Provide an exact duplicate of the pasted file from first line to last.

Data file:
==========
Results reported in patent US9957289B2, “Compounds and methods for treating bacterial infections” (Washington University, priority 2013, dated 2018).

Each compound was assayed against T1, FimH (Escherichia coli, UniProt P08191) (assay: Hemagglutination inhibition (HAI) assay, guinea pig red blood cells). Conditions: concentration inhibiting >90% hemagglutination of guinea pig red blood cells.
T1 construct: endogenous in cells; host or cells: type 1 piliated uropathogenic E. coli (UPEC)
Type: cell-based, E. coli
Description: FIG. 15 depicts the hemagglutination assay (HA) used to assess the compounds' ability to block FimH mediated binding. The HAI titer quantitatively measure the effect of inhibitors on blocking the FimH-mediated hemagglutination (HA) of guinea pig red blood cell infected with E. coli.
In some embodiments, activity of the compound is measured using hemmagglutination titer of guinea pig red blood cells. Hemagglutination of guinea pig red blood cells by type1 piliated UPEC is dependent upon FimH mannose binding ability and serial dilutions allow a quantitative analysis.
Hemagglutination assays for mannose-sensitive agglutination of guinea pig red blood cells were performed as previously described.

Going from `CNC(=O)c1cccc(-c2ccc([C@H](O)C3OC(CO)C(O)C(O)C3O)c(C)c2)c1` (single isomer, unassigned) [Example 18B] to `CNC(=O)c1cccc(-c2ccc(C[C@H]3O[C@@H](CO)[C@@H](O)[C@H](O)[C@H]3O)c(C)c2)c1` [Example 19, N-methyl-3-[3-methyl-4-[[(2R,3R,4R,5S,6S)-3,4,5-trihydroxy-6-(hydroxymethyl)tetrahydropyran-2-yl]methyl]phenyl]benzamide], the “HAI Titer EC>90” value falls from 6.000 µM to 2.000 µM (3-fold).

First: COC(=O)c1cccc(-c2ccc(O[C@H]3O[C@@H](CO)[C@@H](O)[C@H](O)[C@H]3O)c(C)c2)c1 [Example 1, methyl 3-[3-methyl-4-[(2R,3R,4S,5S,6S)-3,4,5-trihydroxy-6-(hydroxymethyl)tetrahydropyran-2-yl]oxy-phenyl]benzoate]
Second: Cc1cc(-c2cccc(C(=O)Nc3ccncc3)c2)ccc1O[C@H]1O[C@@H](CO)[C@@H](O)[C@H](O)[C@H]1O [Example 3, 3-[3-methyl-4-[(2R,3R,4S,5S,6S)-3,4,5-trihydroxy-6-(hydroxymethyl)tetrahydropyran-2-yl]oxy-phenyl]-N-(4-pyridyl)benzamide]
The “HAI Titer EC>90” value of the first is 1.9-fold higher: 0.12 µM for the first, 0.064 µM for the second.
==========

Results reported in patent US9957289B2, “Compounds and methods for treating bacterial infections” (Washington University, priority 2013, dated 2018).

Each compound was assayed against T1, FimH (Escherichia coli, UniProt P08191) (assay: Hemagglutination inhibition (HAI) assay, guinea pig red blood cells). Conditions: concentration inhibiting >90% hemagglutination of guinea pig red blood cells.
T1 construct: endogenous in cells; host or cells: type 1 piliated uropathogenic E. coli (UPEC)
Type: cell-based, E. coli
Description: FIG. 15 depicts the hemagglutination assay (HA) used to assess the compounds' ability to block FimH mediated binding. The HAI titer quantitatively measure the effect of inhibitors on blocking the FimH-mediated hemagglutination (HA) of guinea pig red blood cell infected with E. coli.
In some embodiments, activity of the compound is measured using hemmagglutination titer of guinea pig red blood cells. Hemagglutination of guinea pig red blood cells by type1 piliated UPEC is dependent upon FimH mannose binding ability and serial dilutions allow a quantitative analysis.
Hemagglutination assays for mannose-sensitive agglutination of guinea pig red blood cells were performed as previously described.

Going from `CNC(=O)c1cccc(-c2ccc([C@H](O)C3OC(CO)C(O)C(O)C3O)c(C)c2)c1` (single isomer, unassigned) [Example 18B] to `CNC(=O)c1cccc(-c2ccc(C[C@H]3O[C@@H](CO)[C@@H](O)[C@H](O)[C@H]3O)c(C)c2)c1` [Example 19, N-methyl-3-[3-methyl-4-[[(2R,3R,4R,5S,6S)-3,4,5-trihydroxy-6-(hydroxymethyl)tetrahydropyran-2-yl]methyl]phenyl]benzamide], the “HAI Titer EC>90” value falls from 6.000 µM to 2.000 µM (3-fold).

First: COC(=O)c1cccc(-c2ccc(O[C@H]3O[C@@H](CO)[C@@H](O)[C@H](O)[C@H]3O)c(C)c2)c1 [Example 1, methyl 3-[3-methyl-4-[(2R,3R,4S,5S,6S)-3,4,5-trihydroxy-6-(hydroxymethyl)tetrahydropyran-2-yl]oxy-phenyl]benzoate]
Second: Cc1cc(-c2cccc(C(=O)Nc3ccncc3)c2)ccc1O[C@H]1O[C@@H](CO)[C@@H](O)[C@H](O)[C@H]1O [Example 3, 3-[3-methyl-4-[(2R,3R,4S,5S,6S)-3,4,5-trihydroxy-6-(hydroxymethyl)tetrahydropyran-2-yl]oxy-phenyl]-N-(4-pyridyl)benzamide]
The “HAI Titer EC>90” value of the first is 1.9-fold higher: 0.12 µM for the first, 0.064 µM for the second.